Domestic Violence and Why it is Damaging America

Domestic Violence and Why it is Damaging America

Angela Hernandez, Staff Writer

 Domestic violence is a global issue reaching across national boundaries as well as socio-economic, cultural, racial, and class distinctions. This problem is not only widely dispersed geographically, but its incidence is also extensive, making it a typical and accepted behavior. Domestic violence is widespread, deeply ingrained, and seriously impacts women’s health and well-being.

Domestic violence can be described as the power misused by one adult in a relationship to control another. It is the establishment of control and fear in a relationship through violence and other forms of abuse. This violence can take the form of physical assault, psychological abuse, social abuse, financial abuse, or sexual assault. The frequency of the violence can be on and off, occasional, or chronic.

Fast facts about Domestic Violence

Domestic Violence is a common problem in the United States, affecting an estimated 10 million people yearly; as many as one in four women and one in nine men are victims of domestic violence. 

In the long run, high levels of domestic violence can decrease the number of women in the workforce, minimize women’s acquisition of skills and education, and result in less public investment overall as more general resources are channeled to health and judicial services. 

More than 1 in 3 women, 35.6%, and more than 1 in 4 men, 28.5%, in the U.S. will experience rape, physical violence, and/or stalking by an intimate partner in their lifetime. Nearly 20 people per minute are physically abused by an intimate partner in the United States. 

On a typical day, there are more than 20,000 phone calls placed to domestic violence hotlines nationwide. Domestic victimization is correlated with a higher rate of depression and suicidal behavior.


Dating Violence and Teen Domestic Violence


          Domestic violence occurs in dating relationships as well as marriages. Women aged 16 to 24 experience domestic violence at the highest rate of any age group, almost 3 times the national average. Federal and many state laws define domestic violence as abuse perpetrated by a current or former spouse, co-habitant, or co-parent. This leaves dating partners without protections afforded to other current or former intimate partners, including access to protective orders and protection from gun violence. The rate of marriage has declined steeply over the last fifty years. People, particularly youth, are dating longer than in previous generations. As people get married later in life, dating violence will continue to rise. 

     Given the prevalence of domestic violence within these dating relationships and a shift in the structure of relationships today, communities must work together to ensure that victims of dating violence have access to resources and an increase in legal protections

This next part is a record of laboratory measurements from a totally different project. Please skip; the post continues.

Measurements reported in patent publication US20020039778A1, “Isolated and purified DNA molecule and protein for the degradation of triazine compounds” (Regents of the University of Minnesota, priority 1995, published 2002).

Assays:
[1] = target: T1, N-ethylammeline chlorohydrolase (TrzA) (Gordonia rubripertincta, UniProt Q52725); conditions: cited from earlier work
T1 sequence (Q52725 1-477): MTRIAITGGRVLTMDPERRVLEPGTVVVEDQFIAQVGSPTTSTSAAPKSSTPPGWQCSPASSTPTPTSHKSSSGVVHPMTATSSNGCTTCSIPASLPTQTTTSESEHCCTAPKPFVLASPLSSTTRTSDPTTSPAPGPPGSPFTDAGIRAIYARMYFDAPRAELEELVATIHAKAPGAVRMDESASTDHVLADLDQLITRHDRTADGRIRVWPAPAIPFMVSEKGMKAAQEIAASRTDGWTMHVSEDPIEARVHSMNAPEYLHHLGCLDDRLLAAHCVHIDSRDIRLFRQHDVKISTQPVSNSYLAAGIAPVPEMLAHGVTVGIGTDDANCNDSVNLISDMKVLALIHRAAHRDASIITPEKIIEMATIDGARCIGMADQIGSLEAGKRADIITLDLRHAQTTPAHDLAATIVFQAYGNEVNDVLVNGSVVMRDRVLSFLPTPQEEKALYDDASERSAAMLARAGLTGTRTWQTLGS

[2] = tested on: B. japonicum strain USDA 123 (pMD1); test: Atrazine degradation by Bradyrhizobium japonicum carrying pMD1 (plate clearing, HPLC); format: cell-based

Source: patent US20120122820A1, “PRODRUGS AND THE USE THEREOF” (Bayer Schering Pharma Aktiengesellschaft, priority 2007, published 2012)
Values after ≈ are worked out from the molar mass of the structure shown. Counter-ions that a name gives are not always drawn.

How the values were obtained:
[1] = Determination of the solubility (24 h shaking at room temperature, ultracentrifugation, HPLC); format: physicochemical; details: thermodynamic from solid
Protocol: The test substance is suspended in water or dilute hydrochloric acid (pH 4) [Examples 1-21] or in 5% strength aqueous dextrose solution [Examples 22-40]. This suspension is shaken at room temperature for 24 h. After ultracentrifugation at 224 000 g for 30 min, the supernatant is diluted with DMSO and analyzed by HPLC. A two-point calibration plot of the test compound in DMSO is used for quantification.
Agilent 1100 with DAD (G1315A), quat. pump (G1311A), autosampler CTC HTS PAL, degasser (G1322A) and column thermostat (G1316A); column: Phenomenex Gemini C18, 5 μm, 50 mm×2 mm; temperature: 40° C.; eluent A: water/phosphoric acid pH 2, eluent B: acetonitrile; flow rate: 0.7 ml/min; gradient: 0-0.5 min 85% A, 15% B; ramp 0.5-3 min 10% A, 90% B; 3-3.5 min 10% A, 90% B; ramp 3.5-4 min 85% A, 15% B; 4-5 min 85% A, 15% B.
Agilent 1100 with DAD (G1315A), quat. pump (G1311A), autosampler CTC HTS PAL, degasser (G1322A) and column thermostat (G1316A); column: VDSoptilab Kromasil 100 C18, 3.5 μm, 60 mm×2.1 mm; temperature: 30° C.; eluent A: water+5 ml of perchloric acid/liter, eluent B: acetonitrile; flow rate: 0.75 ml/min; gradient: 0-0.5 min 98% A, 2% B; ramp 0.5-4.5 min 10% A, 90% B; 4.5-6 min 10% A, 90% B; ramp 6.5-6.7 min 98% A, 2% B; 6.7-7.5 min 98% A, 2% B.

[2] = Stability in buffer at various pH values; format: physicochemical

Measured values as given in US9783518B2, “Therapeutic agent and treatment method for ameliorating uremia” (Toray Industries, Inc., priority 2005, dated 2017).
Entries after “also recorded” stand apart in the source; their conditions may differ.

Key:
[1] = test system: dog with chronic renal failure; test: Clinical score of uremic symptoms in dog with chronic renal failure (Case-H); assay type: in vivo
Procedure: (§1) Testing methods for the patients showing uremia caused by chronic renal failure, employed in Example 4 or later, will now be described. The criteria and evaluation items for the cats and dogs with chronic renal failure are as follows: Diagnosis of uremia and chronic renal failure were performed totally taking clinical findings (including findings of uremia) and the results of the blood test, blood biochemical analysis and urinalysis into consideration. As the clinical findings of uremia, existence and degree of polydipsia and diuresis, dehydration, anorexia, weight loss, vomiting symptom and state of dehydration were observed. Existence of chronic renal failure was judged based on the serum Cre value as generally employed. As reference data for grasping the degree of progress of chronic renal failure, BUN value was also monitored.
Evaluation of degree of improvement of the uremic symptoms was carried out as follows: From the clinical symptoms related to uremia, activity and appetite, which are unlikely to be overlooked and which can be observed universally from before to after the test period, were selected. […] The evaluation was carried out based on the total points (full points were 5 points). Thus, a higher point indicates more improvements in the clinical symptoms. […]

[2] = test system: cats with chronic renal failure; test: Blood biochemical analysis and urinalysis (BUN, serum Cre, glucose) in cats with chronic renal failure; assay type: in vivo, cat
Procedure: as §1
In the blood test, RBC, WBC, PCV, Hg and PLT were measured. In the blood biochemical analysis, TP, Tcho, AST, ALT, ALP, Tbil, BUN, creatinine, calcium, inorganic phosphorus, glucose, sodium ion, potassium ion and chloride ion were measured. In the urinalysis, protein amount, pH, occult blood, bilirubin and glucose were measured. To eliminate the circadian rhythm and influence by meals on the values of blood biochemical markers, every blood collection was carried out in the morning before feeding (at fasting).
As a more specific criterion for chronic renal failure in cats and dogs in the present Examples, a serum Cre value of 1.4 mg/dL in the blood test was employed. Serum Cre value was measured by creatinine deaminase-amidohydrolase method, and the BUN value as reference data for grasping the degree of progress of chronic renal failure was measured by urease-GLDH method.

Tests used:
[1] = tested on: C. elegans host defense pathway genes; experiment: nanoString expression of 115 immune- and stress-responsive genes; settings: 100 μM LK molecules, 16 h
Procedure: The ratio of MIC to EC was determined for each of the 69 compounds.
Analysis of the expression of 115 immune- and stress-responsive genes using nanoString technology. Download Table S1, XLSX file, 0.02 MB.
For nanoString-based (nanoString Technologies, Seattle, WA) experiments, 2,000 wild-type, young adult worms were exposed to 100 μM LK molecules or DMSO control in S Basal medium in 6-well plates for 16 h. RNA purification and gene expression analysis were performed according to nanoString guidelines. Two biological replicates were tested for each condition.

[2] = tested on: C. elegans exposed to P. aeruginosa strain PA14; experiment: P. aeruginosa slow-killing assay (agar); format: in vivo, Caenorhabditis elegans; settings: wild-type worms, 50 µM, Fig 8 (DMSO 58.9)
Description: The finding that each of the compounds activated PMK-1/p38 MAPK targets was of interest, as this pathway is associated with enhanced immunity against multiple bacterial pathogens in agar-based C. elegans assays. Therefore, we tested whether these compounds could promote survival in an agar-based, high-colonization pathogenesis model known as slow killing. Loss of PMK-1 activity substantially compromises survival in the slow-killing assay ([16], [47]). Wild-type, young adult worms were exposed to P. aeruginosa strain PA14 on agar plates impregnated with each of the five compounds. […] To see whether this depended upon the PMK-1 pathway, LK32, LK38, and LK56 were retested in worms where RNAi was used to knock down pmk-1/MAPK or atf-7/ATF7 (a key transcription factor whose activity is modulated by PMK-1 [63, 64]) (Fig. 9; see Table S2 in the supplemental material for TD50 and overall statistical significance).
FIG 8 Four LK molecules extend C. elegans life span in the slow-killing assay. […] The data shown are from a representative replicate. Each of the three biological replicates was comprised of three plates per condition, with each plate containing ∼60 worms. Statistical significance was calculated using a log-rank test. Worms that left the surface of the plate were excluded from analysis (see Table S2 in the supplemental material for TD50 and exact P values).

According to, teens often think some behaviors, like teasing and name-calling, are a “normal” part of a relationship. However, these behaviors can become abusive and develop into serious forms of violence. Many teens do not report unhealthy behaviors because they are afraid to tell family and friends.  Female students experienced higher rates of physical and sexual dating violence than male students. Students who identified as lesbian, gay, bisexual, transgender, or queer (LGBTQ) or those who were unsure of their gender identity experienced higher rates of physical and sexual dating violence compared to students who identified as heterosexual.

Domestic Violence and the Impact on Children

          Domestic violence creates a hostile environment that can have devastating effects on children, both physical and emotional. Children exposed to domestic violence can become fearful and anxious, concerned for themselves, their siblings, and their parents.

 Children exposed to violence may have difficulty paying attention in school and experience depression and withdrawal. They may blame themselves for the abuser’s actions or blame the victim. In the long run, children who witness or experience violence at home are much more likely to perpetuate the cycle of abuse in their relationships as they grow into adulthood.

          Children who witness domestic violence may develop serious emotional, behavioral, developmental, or academic problems. As they develop, children and teens who grow up with domestic violence in the household are:

  • more likely to use violence at school or community in response to perceived threats
  • more likely to attempt suicide
  • more likely to use substances
  • more likely to commit crimes, especially sexual assault
  • more likely to use violence to enhance their reputation and self-esteem
  • more likely to become abusers in later life

          There are a lot of forms of violence and abuse such as economic abuse, guns, physical abuse, sexual assault stalking, and harming animals. American, Indian/Alaskan Native women, teens, children, black communities, gender-based violence in rural communities, and people with disabilities are all the specific populations that experience domestic abuse. It is essential to recognize the signs of domestic violence and report the abuser if it is happening around you or to you.